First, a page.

One of the issues with teaching this novel is that it is hard to establish relevancy for today’s learners. We want them to take away some sort of information or philosophy from the novel, but often (I think) students feel that they cannot connect to the characters and story Fitzgerald produced. As part of a unit on the novel, I’d like to introduce some Essential Questions or Driving Questions that would put the reading in perspective. I sort of did that the first time that I tried to teach this novel, but not to my liking.
The anticipatory set or advance organizer would include a frank discussion about the lost generation of the ’20s and Fitzgerald’s biography. There is a terrific quote from A Moveable Feast by Hemingway (1996) that introduces us to the term ‘lost generation,’ which was coined by Gertrude Stein. Stein told Hemingway that folks who served in the war (World War I) were all a ‘lost generation’; she cited their drinking habits as an example of how the veterans have disconnected themselves from every day life. Hemingway responded in the text by saying that he decided upon reflection that all generations are lost in one way or another. He added at the end of that reflection: “But to hell with her lost-generation talk and all the dirty, easy labels” (pp. 30-31). Still, he later used the term in The Sun Also Rises.
I would ask the students the following questions.
“Do you agree that every generation is lost in some way or another? What are the characteristics of a generation that is lost? Extend your answer beyond alcoholism; consider other characteristics.”
“How might the term ‘lost generation’ apply to the veterans returning from Iraq and Afghanistan?”
“How can we help and support those who are lost?”
Then, we could watch a video I found about Fitzgerald. The students really enjoyed it when I showed it during pre-service (Vanderveen, 2005). Afterward, I would ask the following question.
“Although Fitzgerald did not serve in the war, in what ways did he demonstrate inclusion in the lost generation?”
“Do you know someone like Fitzgerald? How might you help that person?”
These questions, I would explain, should put this novel into context. I would post them in the classroom and online in a prominent place.
The Pennsylvania standards that I used before would still apply (“Clear Standards”, 2010)
Standard – 1.1.12.A: Apply appropriate strategies to construct meaning through interpretation and to analyze and evaluate author’s use of techniques and elements of fiction and non-fiction for rhetorical and aesthetic purposes.
Standard – 1.3.12.A: Interpret significant works from various forms of literature to make deeper and subtler interpretations of the meaning of text. Analyze the way in which a work of literature is related to the themes and issues of its historical period.
Standard – 1.3.12.C:
Analyze the effectiveness of literary elements used by authors in various genres.
Analyze the author’s development of complex characters as well as their roles and functions in a variety of texts.
Determine the effectiveness of setting as related to character, plot, theme, and other key literary elements.
Determine the effectiveness of the author’s use of point of view as related to content and specific types of genre.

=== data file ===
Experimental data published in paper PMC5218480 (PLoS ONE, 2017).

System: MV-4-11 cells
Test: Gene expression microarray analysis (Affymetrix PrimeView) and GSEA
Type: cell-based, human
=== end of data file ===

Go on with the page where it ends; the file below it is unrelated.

Analyze how the author structures plot to advance the action.
Identify major themes in literature, comparing and contrasting how they are developed across and variety of genres.
Explain how voice and choice of speaker affect the mood, tone, and meaning of text.
Describe how an author, through the use of diction, syntax, figurative language, sentence variety, etc., achieves style.
1.5.12.C: Write with controlled and/or subtle organization.
Establish coherence within and among paragraphs through effective transitions, parallel structures, and similar writing techniques.
CCSS.ELA-Literacy.RL.11-12.1 Cite strong and thorough textual evidence to support analysis of what the text says explicitly as well as inferences drawn from the text, including determining where the text leaves matters uncertain.
CCSS.ELA-Literacy.RL.11-12.2 Determine two or more themes or central ideas of a text and analyze their development over the course of the text, including how they interact and build on one another to produce a complex account; provide an objective summary of the text.
CCSS.ELA-Literacy.RL.11-12.3 Analyze the impact of the author’s choices regarding how to develop and relate elements of a story or drama (e.g., where a story is set, how the action is ordered, how the characters are introduced and developed).
Keeping the questions in mind during our reading will help us to segue to the culmination of the unit. After a summative assessment of the text, I would like the students to collaborate on a project in which the result is a web site of resources (not just links, but articles, case studies, surveys, self-assessments, etc.) for those of a ‘lost generation.’ It would be something like what Michelle Obama and Dr. Jill Biden have tried to do for veterans. One of the blog posts they would write (independently) would be about why they are doing this and how it relates to their study of Gatsby.
Grouping: Heterogeneous grouping of 3-4 students
Method: Jigsaw approach with clearly defined roles and responsibilities
Where to publish the website: Google sites could work
National Governors Association Center for Best Practices, Council of Chief State School Officers. (n.d.). Common Core State Standards Initiative | Home. Common Core State Standards Initiative. Retrieved August 4, 2012, from http://www.corestandards.org/
Hemingway, E. (1996). A Moveable Feast. New York, NY: Scribner.